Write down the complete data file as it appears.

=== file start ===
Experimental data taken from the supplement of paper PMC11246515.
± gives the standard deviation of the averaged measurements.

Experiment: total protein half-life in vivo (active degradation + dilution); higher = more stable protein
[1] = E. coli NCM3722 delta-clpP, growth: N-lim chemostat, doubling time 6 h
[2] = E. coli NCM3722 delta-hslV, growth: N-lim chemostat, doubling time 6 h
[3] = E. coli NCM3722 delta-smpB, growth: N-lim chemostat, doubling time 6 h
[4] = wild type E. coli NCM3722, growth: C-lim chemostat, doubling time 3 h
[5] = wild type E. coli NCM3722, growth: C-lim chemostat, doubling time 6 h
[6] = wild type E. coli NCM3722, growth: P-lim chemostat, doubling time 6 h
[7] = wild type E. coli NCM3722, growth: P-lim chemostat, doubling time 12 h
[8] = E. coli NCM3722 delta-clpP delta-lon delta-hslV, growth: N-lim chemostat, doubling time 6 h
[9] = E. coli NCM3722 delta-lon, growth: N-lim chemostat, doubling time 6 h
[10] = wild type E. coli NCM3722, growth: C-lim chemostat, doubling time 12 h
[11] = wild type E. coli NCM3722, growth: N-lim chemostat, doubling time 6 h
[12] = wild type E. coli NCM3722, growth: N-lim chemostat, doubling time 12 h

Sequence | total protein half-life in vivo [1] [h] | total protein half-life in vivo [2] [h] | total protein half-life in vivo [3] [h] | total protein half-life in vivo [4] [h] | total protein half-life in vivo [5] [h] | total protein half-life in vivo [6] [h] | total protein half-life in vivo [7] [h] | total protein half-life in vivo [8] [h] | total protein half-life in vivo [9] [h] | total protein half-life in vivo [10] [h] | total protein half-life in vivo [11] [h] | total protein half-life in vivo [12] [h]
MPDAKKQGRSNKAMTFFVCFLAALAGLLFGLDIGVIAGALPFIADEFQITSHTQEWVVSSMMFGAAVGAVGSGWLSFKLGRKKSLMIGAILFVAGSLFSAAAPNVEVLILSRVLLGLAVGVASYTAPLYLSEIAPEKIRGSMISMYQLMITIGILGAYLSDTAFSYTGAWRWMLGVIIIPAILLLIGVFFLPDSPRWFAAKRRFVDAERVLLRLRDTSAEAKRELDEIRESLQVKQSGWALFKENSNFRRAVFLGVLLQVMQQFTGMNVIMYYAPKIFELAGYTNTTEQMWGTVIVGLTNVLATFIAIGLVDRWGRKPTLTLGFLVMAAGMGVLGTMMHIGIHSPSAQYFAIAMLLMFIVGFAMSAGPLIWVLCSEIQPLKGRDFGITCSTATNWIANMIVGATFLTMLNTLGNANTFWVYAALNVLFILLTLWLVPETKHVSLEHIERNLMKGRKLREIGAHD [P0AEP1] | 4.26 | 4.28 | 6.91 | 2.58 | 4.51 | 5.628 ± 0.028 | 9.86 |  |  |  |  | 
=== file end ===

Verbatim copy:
Experimental data taken from the supplement of paper PMC11246515.
± gives the standard deviation of the averaged measurements.

Experiment: total protein half-life in vivo (active degradation + dilution); higher = more stable protein
[1] = E. coli NCM3722 delta-clpP, growth: N-lim chemostat, doubling time 6 h
[2] = E. coli NCM3722 delta-hslV, growth: N-lim chemostat, doubling time 6 h
[3] = E. coli NCM3722 delta-smpB, growth: N-lim chemostat, doubling time 6 h
[4] = wild type E. coli NCM3722, growth: C-lim chemostat, doubling time 3 h
[5] = wild type E. coli NCM3722, growth: C-lim chemostat, doubling time 6 h
[6] = wild type E. coli NCM3722, growth: P-lim chemostat, doubling time 6 h
[7] = wild type E. coli NCM3722, growth: P-lim chemostat, doubling time 12 h
[8] = E. coli NCM3722 delta-clpP delta-lon delta-hslV, growth: N-lim chemostat, doubling time 6 h
[9] = E. coli NCM3722 delta-lon, growth: N-lim chemostat, doubling time 6 h
[10] = wild type E. coli NCM3722, growth: C-lim chemostat, doubling time 12 h
[11] = wild type E. coli NCM3722, growth: N-lim chemostat, doubling time 6 h
[12] = wild type E. coli NCM3722, growth: N-lim chemostat, doubling time 12 h

Sequence | total protein half-life in vivo [1] [h] | total protein half-life in vivo [2] [h] | total protein half-life in vivo [3] [h] | total protein half-life in vivo [4] [h] | total protein half-life in vivo [5] [h] | total protein half-life in vivo [6] [h] | total protein half-life in vivo [7] [h] | total protein half-life in vivo [8] [h] | total protein half-life in vivo [9] [h] | total protein half-life in vivo [10] [h] | total protein half-life in vivo [11] [h] | total protein half-life in vivo [12] [h]
MPDAKKQGRSNKAMTFFVCFLAALAGLLFGLDIGVIAGALPFIADEFQITSHTQEWVVSSMMFGAAVGAVGSGWLSFKLGRKKSLMIGAILFVAGSLFSAAAPNVEVLILSRVLLGLAVGVASYTAPLYLSEIAPEKIRGSMISMYQLMITIGILGAYLSDTAFSYTGAWRWMLGVIIIPAILLLIGVFFLPDSPRWFAAKRRFVDAERVLLRLRDTSAEAKRELDEIRESLQVKQSGWALFKENSNFRRAVFLGVLLQVMQQFTGMNVIMYYAPKIFELAGYTNTTEQMWGTVIVGLTNVLATFIAIGLVDRWGRKPTLTLGFLVMAAGMGVLGTMMHIGIHSPSAQYFAIAMLLMFIVGFAMSAGPLIWVLCSEIQPLKGRDFGITCSTATNWIANMIVGATFLTMLNTLGNANTFWVYAALNVLFILLTLWLVPETKHVSLEHIERNLMKGRKLREIGAHD [P0AEP1] | 4.26 | 4.28 | 6.91 | 2.58 | 4.51 | 5.628 ± 0.028 | 9.86 |  |  |  |  | 